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Showing posts from October, 2006

ETSI take on Grid standards

ETSI recently announced they were entering the Grid standardisation space. This week I got the chance to learn more about this, thanks to Mike Fisher of BT, who leads the relevant ETSI Technical Committee. He explained that ETSI has a protocol and testing competence centre, along with the methods and experience to take specifications written in English and write conformance test suites that allow precise checks of interoperability. This is certainly a facility that the OGF does not have; indeed, the OGSA working group has carefully framed its work to avoid making any claim about conformance. So if the ETSI initiative can agree use cases and find sufficient consensus on standards, perhaps building on OGF work, it could add a valuable facility to the Grids standards community.

Next Generation Networks and Grids

This week I attended a meeting at the ITU in Geneva on the topic of Next Generation Networks (NGNs) and Grids. NGNs are developed by the telco industry to provide a range of services over IP networks. The key to their design is the separation of service provision from transport mechanisms. Traffic may be routed over different types of network, each of which provides a common interface. The same traffic may in turn implement all sorts of services, including voice, television, videoconferencing, data transfer, multiplayer games, and whatever application designers come up with in the future.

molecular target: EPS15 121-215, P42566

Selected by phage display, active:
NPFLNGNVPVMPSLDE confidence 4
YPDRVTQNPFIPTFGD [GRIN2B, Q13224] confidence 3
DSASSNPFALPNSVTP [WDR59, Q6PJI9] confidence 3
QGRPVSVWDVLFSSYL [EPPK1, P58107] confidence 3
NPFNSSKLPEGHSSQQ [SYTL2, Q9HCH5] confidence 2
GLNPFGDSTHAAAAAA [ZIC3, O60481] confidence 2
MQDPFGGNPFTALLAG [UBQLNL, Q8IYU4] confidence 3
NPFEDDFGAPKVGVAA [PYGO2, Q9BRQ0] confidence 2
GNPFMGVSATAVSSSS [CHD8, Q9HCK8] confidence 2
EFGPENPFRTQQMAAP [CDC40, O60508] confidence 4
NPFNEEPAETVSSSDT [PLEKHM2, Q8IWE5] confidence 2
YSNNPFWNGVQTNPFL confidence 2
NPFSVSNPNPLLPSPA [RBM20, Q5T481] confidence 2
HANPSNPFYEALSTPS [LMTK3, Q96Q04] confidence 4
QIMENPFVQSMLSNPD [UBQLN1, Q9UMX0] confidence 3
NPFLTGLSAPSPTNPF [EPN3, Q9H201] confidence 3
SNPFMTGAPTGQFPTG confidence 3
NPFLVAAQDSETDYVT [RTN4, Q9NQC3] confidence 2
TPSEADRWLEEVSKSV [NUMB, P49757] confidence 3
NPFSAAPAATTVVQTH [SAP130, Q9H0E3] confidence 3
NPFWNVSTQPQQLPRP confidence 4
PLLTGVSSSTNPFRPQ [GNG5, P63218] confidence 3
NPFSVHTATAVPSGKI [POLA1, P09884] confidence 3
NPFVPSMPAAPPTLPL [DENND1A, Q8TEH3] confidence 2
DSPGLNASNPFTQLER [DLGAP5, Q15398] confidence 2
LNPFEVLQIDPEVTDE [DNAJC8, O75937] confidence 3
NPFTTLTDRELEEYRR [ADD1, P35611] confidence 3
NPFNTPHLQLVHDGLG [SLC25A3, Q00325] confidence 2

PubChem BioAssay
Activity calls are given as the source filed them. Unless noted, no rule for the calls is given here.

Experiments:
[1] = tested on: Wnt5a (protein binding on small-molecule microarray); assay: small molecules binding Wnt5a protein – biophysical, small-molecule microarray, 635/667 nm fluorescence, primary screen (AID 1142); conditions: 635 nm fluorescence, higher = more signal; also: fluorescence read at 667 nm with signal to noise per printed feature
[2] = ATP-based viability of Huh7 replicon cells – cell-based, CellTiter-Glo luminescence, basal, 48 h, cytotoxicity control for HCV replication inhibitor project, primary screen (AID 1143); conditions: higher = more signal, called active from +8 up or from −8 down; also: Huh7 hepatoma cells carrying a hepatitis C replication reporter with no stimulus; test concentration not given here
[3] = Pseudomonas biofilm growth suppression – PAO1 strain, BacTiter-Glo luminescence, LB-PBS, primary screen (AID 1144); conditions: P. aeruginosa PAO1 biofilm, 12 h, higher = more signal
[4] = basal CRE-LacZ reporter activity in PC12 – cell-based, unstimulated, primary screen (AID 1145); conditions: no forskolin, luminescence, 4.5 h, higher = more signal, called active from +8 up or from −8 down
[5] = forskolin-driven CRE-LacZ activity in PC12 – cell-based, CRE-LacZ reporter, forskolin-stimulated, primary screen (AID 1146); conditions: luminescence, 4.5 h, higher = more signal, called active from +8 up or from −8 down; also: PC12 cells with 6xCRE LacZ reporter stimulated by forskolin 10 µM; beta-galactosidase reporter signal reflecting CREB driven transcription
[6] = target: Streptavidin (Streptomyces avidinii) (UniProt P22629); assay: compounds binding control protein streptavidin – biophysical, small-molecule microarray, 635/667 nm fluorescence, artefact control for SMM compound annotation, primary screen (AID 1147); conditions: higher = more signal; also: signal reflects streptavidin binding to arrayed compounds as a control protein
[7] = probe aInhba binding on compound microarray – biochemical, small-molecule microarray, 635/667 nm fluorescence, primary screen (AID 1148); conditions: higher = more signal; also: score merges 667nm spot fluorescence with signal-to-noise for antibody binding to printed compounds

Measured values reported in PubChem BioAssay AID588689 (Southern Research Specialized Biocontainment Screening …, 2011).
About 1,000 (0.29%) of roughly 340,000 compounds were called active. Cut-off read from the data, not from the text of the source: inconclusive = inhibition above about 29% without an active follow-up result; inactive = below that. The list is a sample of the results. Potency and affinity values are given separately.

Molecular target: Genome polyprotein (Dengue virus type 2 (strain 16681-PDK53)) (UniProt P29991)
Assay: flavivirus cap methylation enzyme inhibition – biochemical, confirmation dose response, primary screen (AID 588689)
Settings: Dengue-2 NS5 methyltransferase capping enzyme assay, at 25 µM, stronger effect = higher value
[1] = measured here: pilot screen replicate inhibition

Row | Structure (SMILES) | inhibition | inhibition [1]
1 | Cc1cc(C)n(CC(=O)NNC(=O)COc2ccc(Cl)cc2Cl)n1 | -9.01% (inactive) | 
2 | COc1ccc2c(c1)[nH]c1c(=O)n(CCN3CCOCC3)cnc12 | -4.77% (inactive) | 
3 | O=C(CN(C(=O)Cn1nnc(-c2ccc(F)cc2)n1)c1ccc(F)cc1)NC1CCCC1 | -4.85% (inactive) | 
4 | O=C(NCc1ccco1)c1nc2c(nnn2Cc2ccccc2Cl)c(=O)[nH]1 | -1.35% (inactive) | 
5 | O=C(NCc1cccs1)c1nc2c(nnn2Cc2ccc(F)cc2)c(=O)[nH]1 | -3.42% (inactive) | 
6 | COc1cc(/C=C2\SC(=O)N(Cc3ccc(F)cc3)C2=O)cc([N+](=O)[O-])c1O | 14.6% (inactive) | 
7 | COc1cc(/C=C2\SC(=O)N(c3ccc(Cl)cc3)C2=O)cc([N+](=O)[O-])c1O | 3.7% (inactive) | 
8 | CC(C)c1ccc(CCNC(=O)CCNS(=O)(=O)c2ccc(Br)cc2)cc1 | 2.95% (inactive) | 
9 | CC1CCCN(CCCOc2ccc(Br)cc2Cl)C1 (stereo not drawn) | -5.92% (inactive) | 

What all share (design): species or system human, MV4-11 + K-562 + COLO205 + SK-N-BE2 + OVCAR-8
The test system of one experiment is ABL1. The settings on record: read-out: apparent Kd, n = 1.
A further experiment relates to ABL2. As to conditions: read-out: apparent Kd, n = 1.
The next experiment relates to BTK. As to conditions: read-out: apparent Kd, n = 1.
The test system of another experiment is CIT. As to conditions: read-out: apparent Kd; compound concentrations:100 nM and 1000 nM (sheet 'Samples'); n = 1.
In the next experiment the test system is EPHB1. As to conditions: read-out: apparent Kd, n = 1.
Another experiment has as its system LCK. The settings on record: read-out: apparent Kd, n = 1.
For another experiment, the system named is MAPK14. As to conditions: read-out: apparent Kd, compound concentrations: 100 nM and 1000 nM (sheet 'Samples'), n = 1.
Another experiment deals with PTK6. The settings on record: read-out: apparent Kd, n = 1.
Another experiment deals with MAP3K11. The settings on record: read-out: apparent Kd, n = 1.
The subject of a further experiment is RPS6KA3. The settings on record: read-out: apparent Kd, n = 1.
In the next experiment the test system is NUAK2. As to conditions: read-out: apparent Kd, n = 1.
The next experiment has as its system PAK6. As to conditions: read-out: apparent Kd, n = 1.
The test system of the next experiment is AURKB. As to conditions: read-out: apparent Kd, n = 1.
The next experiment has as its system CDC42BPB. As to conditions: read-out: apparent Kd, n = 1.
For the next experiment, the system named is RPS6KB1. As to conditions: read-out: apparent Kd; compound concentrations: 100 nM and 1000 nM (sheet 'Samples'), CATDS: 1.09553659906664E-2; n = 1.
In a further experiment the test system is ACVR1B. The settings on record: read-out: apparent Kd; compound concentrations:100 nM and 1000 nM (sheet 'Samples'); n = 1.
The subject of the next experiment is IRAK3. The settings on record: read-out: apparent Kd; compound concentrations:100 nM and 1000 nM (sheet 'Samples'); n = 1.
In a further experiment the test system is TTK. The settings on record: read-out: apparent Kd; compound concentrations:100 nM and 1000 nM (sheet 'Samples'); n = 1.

So NGNs have a virtualised infrastructure providing a range of user services. They are using Web Services technology and are tackling issues such as security (authentication, authorisation, audit), accounting & billing, service description and deployment. Which all sounds familiar from the Grid world. That's what this workshop was about. In particular, it was to investigate opportunite…

Web Seminar

This week I chaired a web seminar on Grid Markets. We had two excellent speakers: Dennis Kehoe from the AIMES Centre in Liverpool and John Darlington from the Imperial College Internet Centre. Between them they covered what is possible for businesses now and what we might expect in the future. After the presentations we had a fruitful discussion and answered some questions from the viewers.

This was the first time I've taken part in a web seminar and I know I made some mistakes - such as not introducing myself! A little more briefing by the hosting company would have helped but at least I'll know better for next time. Perhaps I'll even dare to watch myself on the stored video. In the meantime, if you would like to watch the seminar, click to